“Sure there is porn on Snapchat – but if I wanted porn, I could find it anywhere, not just social media.”

“Among you there must not be even a hint of immorality or of any kind of impurity or of greed because these are improper for God’s holy people.”  Ephesians 5:3

“The Pastor’s daughter has Snapchat, so it can’t be that bad. Wouldn’t the pastor want to keep his daughter away from sexual immorality?”

“It is God’s will that you should be sanctified: that you should avoid sexual immorality and that each of you should learn to control his own body in a way that is holy and honorable.”    1 Thes 4: 3-4

“If you think I’m going to end up taking naked pictures of myself then you clearly don’t trust me!”

“For where you have envy and selfish ambition, there you find disorder and every evil practice.” James 3: 16

“Social media is where you create yourself, connect with friends, and hang out. Sure there’s lots of competition but that’s what makes it fun.”

It is hard enough for our teens to live out a gospel directed life under obedience to their parents without Snapchat. It is equally hard for us parents to keep our teens from conforming to a standard clearly prohibited for the Christ follower. Why? Because there are so few of us living this out.

We Need You

In this precious season of their life, sexual immorality is hungry lion that should not be provoked. Drawing from the book of Revelations, we need to be hot or cold; black or white.  This gray, lukewarm place where the church has settled is producing lackluster men and women of faith who are leaving the church in droves.

We need a united partnership, Youth Pastor. Together, we can fight against the enemy and his desire to keep us wading in the gray, lukewarm waters while our children drown. We need you and your support to raise up Christ followers unpolluted by the world. Frankly, you need to resist cultural trends like this. Flee from the app so popularly known as the “sexting” app!  Have nothing to do with apps that breed competition, envy, pride, and selfish ambition. Set a holy standard for teens to follow. Delete Snapchat!

You already have access to our teenagers and their hearts by your God-ordained position.  As a mentor, you stand a better chance of positively influencing them during this tender transition into adulthood. You don’t need digital access to their stories, streaks, or any sexual immorality you may find – you just need a relationship with them.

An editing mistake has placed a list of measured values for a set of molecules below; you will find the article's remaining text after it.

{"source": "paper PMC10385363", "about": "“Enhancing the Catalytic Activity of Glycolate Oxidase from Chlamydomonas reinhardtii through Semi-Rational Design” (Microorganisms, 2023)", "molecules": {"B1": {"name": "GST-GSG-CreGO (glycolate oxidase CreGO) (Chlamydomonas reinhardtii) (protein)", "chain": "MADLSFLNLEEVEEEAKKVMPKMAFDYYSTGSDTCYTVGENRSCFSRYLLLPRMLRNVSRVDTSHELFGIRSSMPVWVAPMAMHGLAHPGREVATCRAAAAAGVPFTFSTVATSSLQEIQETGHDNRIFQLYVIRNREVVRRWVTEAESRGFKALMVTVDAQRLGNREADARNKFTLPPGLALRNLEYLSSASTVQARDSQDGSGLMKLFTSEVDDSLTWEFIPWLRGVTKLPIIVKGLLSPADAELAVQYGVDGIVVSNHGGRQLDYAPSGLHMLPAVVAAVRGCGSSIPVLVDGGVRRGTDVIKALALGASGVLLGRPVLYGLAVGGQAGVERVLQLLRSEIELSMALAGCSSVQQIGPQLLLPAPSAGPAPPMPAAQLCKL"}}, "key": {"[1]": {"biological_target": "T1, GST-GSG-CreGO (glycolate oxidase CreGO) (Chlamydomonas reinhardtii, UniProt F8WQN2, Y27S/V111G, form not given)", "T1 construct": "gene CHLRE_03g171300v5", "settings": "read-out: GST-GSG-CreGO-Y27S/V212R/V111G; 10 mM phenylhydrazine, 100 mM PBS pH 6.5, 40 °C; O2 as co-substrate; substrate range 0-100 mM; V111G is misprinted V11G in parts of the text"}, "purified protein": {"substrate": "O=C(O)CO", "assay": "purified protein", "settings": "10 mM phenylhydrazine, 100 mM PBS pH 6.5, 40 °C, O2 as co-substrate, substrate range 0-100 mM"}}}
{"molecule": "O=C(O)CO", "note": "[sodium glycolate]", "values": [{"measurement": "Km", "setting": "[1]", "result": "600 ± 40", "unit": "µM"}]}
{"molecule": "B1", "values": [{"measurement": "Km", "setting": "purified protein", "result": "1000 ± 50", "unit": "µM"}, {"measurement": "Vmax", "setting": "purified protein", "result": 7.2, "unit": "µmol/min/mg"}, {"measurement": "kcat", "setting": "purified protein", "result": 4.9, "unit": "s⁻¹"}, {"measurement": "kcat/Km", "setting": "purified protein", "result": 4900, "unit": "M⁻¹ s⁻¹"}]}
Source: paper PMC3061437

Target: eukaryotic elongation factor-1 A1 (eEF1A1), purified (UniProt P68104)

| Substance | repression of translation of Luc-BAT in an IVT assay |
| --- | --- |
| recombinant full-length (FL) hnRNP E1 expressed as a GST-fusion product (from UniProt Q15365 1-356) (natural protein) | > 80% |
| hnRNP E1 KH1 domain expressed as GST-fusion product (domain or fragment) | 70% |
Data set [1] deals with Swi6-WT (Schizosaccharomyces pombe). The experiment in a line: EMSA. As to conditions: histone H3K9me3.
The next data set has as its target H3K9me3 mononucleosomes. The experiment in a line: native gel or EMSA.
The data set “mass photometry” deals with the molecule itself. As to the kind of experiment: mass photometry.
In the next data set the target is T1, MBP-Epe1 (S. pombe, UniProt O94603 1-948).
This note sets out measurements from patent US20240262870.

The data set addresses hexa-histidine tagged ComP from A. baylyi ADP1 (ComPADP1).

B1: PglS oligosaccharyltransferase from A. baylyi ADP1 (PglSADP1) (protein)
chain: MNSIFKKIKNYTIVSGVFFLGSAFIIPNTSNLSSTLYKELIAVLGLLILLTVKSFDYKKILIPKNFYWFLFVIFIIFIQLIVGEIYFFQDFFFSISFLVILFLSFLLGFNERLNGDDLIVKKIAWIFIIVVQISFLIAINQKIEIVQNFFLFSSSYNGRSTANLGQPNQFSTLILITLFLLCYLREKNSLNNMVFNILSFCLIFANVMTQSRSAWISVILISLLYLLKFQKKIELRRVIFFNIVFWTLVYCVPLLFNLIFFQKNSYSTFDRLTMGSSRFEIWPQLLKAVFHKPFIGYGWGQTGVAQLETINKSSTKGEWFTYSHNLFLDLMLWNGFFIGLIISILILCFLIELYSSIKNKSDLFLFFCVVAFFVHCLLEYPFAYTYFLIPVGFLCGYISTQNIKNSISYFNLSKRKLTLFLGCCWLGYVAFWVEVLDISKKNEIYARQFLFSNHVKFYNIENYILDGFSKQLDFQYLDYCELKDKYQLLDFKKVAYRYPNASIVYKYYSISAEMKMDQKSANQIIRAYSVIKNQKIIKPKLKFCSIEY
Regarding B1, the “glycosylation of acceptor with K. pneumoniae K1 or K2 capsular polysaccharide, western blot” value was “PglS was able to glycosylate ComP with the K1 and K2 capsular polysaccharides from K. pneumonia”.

The apostle Paul didn’t instruct the early churches to just ‘be careful’ around sexual immorality. No, he insisted they flee from it, they would avoid it at all costs, and that they would put to death anything promoting such things. Are you doing the same? Your resistance to anything associated with sexual immorality can speak louder than any sermon or message you deliver.

We are living in a media-saturated, sex-crazed, and phone-addicted world and it is time the church start to look different. It’s hot or cold, black or white, but it cannot be both. It is time to flee from anything sexually immoral.

Youth Pastor, it’s time to get off of Snapchat.

Picture of Kelly Newcom

Kelly Newcom

Kelly is the author of the book, Managing Media Creating Character, and the founder and executive editor of Brave Parenting. She is a mother of 7 foster-adopted children. Kelly is passionate to help others bravely parent counter to culture and societal norms. She believes parenting is Kingdom work and must be done with the courage and bravery of a warrior of God.

Looking for a way to keep up to date with the technology your children love?

Listen to the Brave Parenting Podcast and stay up to date with the latest apps, technology news, and how to build character using the tech they love.



The latest news from our podcast, blog, app reviews, and answers to your questions delivered right to your email.